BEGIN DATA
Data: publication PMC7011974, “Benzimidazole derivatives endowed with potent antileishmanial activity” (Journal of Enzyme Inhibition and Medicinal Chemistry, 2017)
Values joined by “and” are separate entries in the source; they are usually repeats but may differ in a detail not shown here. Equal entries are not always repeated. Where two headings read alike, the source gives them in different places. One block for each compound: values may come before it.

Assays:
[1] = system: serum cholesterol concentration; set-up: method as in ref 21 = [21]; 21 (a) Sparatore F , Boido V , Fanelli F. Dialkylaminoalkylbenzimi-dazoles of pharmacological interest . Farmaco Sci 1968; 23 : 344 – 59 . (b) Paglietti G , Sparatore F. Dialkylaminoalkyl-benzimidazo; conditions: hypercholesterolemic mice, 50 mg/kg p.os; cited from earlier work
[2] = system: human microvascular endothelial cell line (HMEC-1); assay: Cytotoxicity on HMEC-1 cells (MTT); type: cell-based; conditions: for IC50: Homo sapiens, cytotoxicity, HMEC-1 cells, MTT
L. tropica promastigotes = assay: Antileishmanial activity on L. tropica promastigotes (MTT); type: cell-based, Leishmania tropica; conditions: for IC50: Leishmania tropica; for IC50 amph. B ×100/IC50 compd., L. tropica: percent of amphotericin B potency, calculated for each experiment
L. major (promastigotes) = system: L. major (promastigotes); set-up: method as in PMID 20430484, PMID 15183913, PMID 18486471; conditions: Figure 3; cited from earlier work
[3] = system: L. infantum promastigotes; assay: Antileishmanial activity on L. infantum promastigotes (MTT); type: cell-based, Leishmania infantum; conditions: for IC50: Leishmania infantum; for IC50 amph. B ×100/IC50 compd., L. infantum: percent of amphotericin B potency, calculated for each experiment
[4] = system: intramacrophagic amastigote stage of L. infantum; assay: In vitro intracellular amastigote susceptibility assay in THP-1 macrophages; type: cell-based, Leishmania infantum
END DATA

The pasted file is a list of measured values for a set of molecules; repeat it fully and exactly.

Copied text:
Data: publication PMC7011974, “Benzimidazole derivatives endowed with potent antileishmanial activity” (Journal of Enzyme Inhibition and Medicinal Chemistry, 2017)
Values joined by “and” are separate entries in the source; they are usually repeats but may differ in a detail not shown here. Equal entries are not always repeated. Where two headings read alike, the source gives them in different places. One block for each compound: values may come before it.

Assays:
[1] = system: serum cholesterol concentration; set-up: method as in ref 21 = [21]; 21 (a) Sparatore F , Boido V , Fanelli F. Dialkylaminoalkylbenzimi-dazoles of pharmacological interest . Farmaco Sci 1968; 23 : 344 – 59 . (b) Paglietti G , Sparatore F. Dialkylaminoalkyl-benzimidazo; conditions: hypercholesterolemic mice, 50 mg/kg p.os; cited from earlier work
[2] = system: human microvascular endothelial cell line (HMEC-1); assay: Cytotoxicity on HMEC-1 cells (MTT); type: cell-based; conditions: for IC50: Homo sapiens, cytotoxicity, HMEC-1 cells, MTT
L. tropica promastigotes = assay: Antileishmanial activity on L. tropica promastigotes (MTT); type: cell-based, Leishmania tropica; conditions: for IC50: Leishmania tropica; for IC50 amph. B ×100/IC50 compd., L. tropica: percent of amphotericin B potency, calculated for each experiment
L. major (promastigotes) = system: L. major (promastigotes); set-up: method as in PMID 20430484, PMID 15183913, PMID 18486471; conditions: Figure 3; cited from earlier work
[3] = system: L. infantum promastigotes; assay: Antileishmanial activity on L. infantum promastigotes (MTT); type: cell-based, Leishmania infantum; conditions: for IC50: Leishmania infantum; for IC50 amph. B ×100/IC50 compd., L. infantum: percent of amphotericin B potency, calculated for each experiment
[4] = system: intramacrophagic amastigote stage of L. infantum; assay: In vitro intracellular amastigote susceptibility assay in THP-1 macrophages; type: cell-based, Leishmania infantum